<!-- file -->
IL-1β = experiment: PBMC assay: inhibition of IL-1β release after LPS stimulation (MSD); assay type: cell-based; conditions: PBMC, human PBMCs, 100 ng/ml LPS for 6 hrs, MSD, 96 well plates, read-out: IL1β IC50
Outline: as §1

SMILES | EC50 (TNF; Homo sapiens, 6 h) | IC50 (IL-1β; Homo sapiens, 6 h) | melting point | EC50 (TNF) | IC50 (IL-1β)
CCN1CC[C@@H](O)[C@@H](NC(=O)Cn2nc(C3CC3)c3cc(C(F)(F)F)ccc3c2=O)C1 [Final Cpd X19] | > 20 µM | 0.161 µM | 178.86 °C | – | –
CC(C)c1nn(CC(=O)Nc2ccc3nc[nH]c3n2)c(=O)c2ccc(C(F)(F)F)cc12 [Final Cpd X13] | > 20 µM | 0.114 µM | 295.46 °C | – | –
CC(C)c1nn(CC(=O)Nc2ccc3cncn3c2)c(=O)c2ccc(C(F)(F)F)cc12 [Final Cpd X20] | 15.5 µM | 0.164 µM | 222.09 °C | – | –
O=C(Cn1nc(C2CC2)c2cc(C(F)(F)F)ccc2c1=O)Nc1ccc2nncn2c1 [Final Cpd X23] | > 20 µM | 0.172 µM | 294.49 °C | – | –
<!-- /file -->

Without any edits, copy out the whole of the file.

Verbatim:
IL-1β = experiment: PBMC assay: inhibition of IL-1β release after LPS stimulation (MSD); assay type: cell-based; conditions: PBMC, human PBMCs, 100 ng/ml LPS for 6 hrs, MSD, 96 well plates, read-out: IL1β IC50
Outline: as §1

SMILES | EC50 (TNF; Homo sapiens, 6 h) | IC50 (IL-1β; Homo sapiens, 6 h) | melting point | EC50 (TNF) | IC50 (IL-1β)
CCN1CC[C@@H](O)[C@@H](NC(=O)Cn2nc(C3CC3)c3cc(C(F)(F)F)ccc3c2=O)C1 [Final Cpd X19] | > 20 µM | 0.161 µM | 178.86 °C | – | –
CC(C)c1nn(CC(=O)Nc2ccc3nc[nH]c3n2)c(=O)c2ccc(C(F)(F)F)cc12 [Final Cpd X13] | > 20 µM | 0.114 µM | 295.46 °C | – | –
CC(C)c1nn(CC(=O)Nc2ccc3cncn3c2)c(=O)c2ccc(C(F)(F)F)cc12 [Final Cpd X20] | 15.5 µM | 0.164 µM | 222.09 °C | – | –
O=C(Cn1nc(C2CC2)c2cc(C(F)(F)F)ccc2c1=O)Nc1ccc2nncn2c1 [Final Cpd X23] | > 20 µM | 0.172 µM | 294.49 °C | – | –